“Matchmaking“. It’s a term we generally associate with locating our one and only partner with whom we will share all of life’s ups and downs, but that makes it a pretty fair analogy for recruitment and selection. And when talking to executives and teaching students, I find boiling down vast conversations about traditional recruitment and selection, and getting to more targeted talent acquisition, is more effective when equated to personal experiences about trying to find “the one”. This transcends many boundaries and facilitates productive discussion about operational and strategic needs – often (though, of course, not always) taking some of the office politics out of the equation along the way.
In relation to the perceived limitations of ensuring variety and diversity in recruiting applicants via the “hidden” (not formally advertised) job market, for a story in the 2018 UOW Outlook Magazine, I commented recently on the positive influence of technological innovations. My theme was that new technologies facilitate a more tailored (and potentially strategic) approach to locating the best person, and my (shortened) point was:
Recruitment is about matching. I commonly describe talent attraction, recruitment and selection as matchmaking. Matching an individual to the right job at the right time in the right organisation with the right team and the right boss.
Traditional methods of recruiting follow a linear process of progressively filtering a pool down to the “best” fit person, but to my eye that potentially works more as a limit on the organisation’s potential access to the best person. This is because conventional recruiting methods only allow corporations to pick the best person from those individuals that have formally applied for a position that was advertised “officially”.
Promoting jobs through social media, or asking existing employees for suggestions of individuals they think would successfully undertake the position, are methods that allow organisations to access both active and passive candidates.
In practice, this actually increases the potential talent tool and the organisation’s capacity for ensuring that there is variety and diversity in candidates, and thus improves the likelihood that the best person is selected for the job. Organisations employing less traditional techniques tend to report that this gave a higher chance of recruiting an individual that will fit with the organisation’s existing team and processes.
If there is a match between the individual and the organisation at the right time, then you are well placed to compete in the employment market, whether hidden or not. Don’t forget that keeping the right individual starts with finding them, and the twin processes of recruitment and talent attraction present terrific opportunities for candidates and organisations to decide whether they want to establish a (working) relationship.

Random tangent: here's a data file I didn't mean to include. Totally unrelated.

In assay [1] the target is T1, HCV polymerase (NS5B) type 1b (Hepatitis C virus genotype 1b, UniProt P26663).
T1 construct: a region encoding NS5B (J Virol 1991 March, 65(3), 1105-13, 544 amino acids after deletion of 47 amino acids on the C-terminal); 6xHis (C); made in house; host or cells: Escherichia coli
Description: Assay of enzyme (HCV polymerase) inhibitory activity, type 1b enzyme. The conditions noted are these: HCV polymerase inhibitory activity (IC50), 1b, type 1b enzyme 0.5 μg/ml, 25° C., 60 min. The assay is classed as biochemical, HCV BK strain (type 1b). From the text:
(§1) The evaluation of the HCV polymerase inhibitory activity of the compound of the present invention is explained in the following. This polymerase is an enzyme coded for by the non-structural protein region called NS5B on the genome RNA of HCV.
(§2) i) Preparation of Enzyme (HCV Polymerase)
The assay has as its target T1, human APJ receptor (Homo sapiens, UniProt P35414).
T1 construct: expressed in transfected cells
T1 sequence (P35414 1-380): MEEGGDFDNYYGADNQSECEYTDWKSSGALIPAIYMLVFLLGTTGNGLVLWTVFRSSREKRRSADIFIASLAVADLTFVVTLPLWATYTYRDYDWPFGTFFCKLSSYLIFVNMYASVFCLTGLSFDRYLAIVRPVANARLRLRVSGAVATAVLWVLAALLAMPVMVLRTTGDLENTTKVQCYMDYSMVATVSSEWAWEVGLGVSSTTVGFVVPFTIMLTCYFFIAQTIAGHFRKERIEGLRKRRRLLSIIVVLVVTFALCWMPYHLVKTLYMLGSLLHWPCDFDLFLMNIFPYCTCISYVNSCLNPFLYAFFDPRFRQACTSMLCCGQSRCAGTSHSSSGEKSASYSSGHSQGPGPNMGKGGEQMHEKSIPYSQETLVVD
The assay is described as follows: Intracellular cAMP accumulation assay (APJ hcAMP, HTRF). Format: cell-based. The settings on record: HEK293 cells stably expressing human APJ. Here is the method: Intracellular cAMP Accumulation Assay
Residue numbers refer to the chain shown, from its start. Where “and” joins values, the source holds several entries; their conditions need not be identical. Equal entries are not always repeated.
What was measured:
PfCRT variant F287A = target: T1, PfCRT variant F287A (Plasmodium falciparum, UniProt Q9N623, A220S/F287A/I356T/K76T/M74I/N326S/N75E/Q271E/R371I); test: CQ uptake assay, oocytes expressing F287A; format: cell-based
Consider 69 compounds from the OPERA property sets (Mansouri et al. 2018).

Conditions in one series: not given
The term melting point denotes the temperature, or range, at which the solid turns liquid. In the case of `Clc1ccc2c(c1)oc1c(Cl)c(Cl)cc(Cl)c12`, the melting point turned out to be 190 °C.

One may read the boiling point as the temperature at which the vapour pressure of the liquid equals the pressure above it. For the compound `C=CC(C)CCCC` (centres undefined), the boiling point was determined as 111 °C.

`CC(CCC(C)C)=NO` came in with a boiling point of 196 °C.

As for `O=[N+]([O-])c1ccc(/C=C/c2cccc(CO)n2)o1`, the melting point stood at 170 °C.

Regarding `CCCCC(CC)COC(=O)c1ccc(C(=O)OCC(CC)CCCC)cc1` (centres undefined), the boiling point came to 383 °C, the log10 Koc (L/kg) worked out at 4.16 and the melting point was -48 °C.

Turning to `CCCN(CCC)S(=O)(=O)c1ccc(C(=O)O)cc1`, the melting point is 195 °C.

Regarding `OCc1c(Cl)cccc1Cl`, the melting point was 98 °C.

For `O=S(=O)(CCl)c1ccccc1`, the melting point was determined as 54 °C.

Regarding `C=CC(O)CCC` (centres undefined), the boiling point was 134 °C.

So, when looking for that perfect candidate, both employer and candidates need to widen their scope to consider who they would like to be matched with.
If you are the candidate looking for the ideal job, invest your time in reflecting not only on the organisation you would want to work for, but also the individuals and the team you would like to become part of – including because they will bring out your best qualities, not just that they are a “name brand” or “have good CV value” or “that job would be a good career step”. Unless you are successful in the job, none of that will matter a cracker.
Recruitment, selection and talent acquisition are not only about the right people, the right place, the right time – for an individual to succeed, it’s also about the right team and the right boss. So in reality, recruitment and selection really are about matchmaking – if the individual succeeds, the employer wins too.
Of course, to stretch the analogy a bit further, don’t forget “opposites attract” – a good fit is not only about personality characteristics that you “like” in an individual, or a boss cloning themselves, so as to feel comfortable with a person who is just like them. Picking someone who genuinely shares operational and strategic values may positively influence outcomes more than subjectively perceived likability; diversity can strengthen a team by the richness of experiences that it brings in, and from which all can learn.
So… who’s your perfect match?
2 thoughts on “Talk about recruiting – who’s your perfect match?”
Thanks for sharing. This statement struck a cord with me: “Organisations employing less traditional techniques tend to report that this gave a higher chance of recruiting an individual that will fit with the organisation’s existing team and processes”. Reckon there’s much more worth exploring here. Regards, Paul